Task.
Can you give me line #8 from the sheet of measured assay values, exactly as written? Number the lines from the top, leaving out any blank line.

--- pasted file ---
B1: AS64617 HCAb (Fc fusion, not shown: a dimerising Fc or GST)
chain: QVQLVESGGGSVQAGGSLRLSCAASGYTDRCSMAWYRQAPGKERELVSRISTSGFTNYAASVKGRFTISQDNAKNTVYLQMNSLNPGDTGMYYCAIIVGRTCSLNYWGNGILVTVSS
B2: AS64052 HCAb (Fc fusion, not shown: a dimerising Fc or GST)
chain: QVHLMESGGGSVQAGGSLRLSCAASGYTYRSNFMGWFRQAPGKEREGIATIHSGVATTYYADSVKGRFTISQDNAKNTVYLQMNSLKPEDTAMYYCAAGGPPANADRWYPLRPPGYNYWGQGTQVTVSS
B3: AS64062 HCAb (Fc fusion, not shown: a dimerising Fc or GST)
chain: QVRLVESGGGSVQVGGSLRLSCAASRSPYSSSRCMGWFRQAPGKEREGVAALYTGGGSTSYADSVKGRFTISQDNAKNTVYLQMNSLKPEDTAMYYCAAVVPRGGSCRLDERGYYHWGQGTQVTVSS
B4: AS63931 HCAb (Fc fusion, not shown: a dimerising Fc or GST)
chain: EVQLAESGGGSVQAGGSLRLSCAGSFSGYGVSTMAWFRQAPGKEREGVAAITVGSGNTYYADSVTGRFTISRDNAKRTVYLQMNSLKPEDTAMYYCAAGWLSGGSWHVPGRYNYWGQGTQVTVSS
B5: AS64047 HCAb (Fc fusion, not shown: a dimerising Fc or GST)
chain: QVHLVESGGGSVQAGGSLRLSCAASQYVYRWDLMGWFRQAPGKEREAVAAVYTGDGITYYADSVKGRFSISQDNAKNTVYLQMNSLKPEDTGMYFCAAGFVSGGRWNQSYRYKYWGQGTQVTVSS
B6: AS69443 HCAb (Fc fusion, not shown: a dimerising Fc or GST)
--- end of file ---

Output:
chain: EVQLAESGGGSVQAGGSLRLSCAGSFSGYGVSTMAWFRQAPGKEREGVAAITVGSGNTYYADSVTGRFTISRDNAKRTVYLQMNSLKPEDTAMYYCAAGWLSGGSWHVPGRYNYWGQGTQVTVSS